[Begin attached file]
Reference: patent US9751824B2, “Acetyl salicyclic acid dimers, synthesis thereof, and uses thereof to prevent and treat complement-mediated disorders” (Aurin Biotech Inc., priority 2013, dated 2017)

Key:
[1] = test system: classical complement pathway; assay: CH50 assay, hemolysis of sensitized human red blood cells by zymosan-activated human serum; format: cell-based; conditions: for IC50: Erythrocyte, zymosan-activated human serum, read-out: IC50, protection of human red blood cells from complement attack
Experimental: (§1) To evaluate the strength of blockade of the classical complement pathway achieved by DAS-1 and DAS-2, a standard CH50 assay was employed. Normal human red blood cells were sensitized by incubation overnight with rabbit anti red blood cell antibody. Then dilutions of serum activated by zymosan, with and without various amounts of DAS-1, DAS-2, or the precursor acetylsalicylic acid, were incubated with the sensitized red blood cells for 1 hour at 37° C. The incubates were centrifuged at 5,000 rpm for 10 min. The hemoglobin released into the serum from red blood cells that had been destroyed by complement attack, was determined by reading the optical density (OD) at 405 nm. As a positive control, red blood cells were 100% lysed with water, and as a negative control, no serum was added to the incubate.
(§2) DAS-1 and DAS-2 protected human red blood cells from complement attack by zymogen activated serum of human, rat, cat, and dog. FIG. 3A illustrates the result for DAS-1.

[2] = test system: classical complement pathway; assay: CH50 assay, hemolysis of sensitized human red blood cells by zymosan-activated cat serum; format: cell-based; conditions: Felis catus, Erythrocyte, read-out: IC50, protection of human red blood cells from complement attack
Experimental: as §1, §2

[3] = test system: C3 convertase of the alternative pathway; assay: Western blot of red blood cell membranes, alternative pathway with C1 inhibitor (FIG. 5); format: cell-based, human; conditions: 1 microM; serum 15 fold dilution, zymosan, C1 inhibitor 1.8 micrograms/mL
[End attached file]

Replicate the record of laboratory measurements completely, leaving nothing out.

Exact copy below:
Reference: patent US9751824B2, “Acetyl salicyclic acid dimers, synthesis thereof, and uses thereof to prevent and treat complement-mediated disorders” (Aurin Biotech Inc., priority 2013, dated 2017)

Key:
[1] = test system: classical complement pathway; assay: CH50 assay, hemolysis of sensitized human red blood cells by zymosan-activated human serum; format: cell-based; conditions: for IC50: Erythrocyte, zymosan-activated human serum, read-out: IC50, protection of human red blood cells from complement attack
Experimental: (§1) To evaluate the strength of blockade of the classical complement pathway achieved by DAS-1 and DAS-2, a standard CH50 assay was employed. Normal human red blood cells were sensitized by incubation overnight with rabbit anti red blood cell antibody. Then dilutions of serum activated by zymosan, with and without various amounts of DAS-1, DAS-2, or the precursor acetylsalicylic acid, were incubated with the sensitized red blood cells for 1 hour at 37° C. The incubates were centrifuged at 5,000 rpm for 10 min. The hemoglobin released into the serum from red blood cells that had been destroyed by complement attack, was determined by reading the optical density (OD) at 405 nm. As a positive control, red blood cells were 100% lysed with water, and as a negative control, no serum was added to the incubate.
(§2) DAS-1 and DAS-2 protected human red blood cells from complement attack by zymogen activated serum of human, rat, cat, and dog. FIG. 3A illustrates the result for DAS-1.

[2] = test system: classical complement pathway; assay: CH50 assay, hemolysis of sensitized human red blood cells by zymosan-activated cat serum; format: cell-based; conditions: Felis catus, Erythrocyte, read-out: IC50, protection of human red blood cells from complement attack
Experimental: as §1, §2

[3] = test system: C3 convertase of the alternative pathway; assay: Western blot of red blood cell membranes, alternative pathway with C1 inhibitor (FIG. 5); format: cell-based, human; conditions: 1 microM; serum 15 fold dilution, zymosan, C1 inhibitor 1.8 micrograms/mL